CONTACT: With somebody who has definitive COVID-19, means bodily contact, coming within 6 feet of each other, spending more than an hour with that person, means that you are now a person of interest.  If someone comes in contact with the definitive case, they need to be quarantined for 14 days, looking for symptoms of COVID-19.  They should be sent home and told to stay home, monitor symptoms, report ANY SHORTNESS of breath.  This is where telemedicine is going to be helpful.  Here at CVI, we are working on a telemedicine program.  Coming into contact with somebody who thinks they have COVID-19, is not contact.

    POSSIBLE exposure: Traveling from a COVID-19 area, recent international travel, requires a voluntary home quarantine for up to 14 days.

    VIRAL SHEDDING: Means infectivity, starts 2 days prior to symptoms and continue so long as you have the symptoms, usually 14 days

    Overall mortality: 6%, but highest in patients who are over the age of 60 and who have underlying cardiovascular disease, COPD, diabetes, renal failure and poor immunity.  It takes a very benign course in the younger populations.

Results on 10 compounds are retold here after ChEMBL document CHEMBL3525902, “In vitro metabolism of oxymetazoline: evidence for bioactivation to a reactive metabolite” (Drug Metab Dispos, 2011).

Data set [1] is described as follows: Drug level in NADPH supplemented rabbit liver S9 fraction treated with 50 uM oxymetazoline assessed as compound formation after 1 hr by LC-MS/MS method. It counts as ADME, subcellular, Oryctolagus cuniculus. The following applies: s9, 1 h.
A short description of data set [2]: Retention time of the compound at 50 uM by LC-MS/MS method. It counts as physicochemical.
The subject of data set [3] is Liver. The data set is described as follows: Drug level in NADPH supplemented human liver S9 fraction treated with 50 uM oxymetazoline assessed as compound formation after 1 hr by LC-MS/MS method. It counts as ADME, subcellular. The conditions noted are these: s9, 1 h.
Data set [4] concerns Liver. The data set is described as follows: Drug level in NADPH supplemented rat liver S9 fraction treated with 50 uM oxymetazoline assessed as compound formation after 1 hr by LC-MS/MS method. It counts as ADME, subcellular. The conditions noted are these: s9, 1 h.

TESTS: The nasal swab is going to become more available as of this week, but, I am told that only 1000 samples can be processed by Quest and Labcor on a daily basis so we will try to get some swabs into our office.  Whom will we swab?  Patients at high risk from EXPOSURE, WITH symptoms.  It is currently recommended that asymptomatic patients should not be swabbed.  However special circumstances, for example President Trump, had it done to reassure the population even though he was asymptomatic.

    In China, of all the patients who were swabbed for suspected COVID-19 and upper respiratory infections, only 4% were positive for COVID-19.

    This tells you that most patients with upper respiratory infections have NON-COVID-19 illness.  This is very reassuring.

    Then, of all patients were positive, a small minority develop serious disease, 6% mortality, but majority of the patient’s recover as they would from any other viral disease.  The testing is going to become more available, and in particular, a drive through program in the parking lots of Walmart, target, CVS, will become available for some patients.  As I have said, in asymptomatic patient with possible exposure, we will refer them to 1 of these places to get the test done.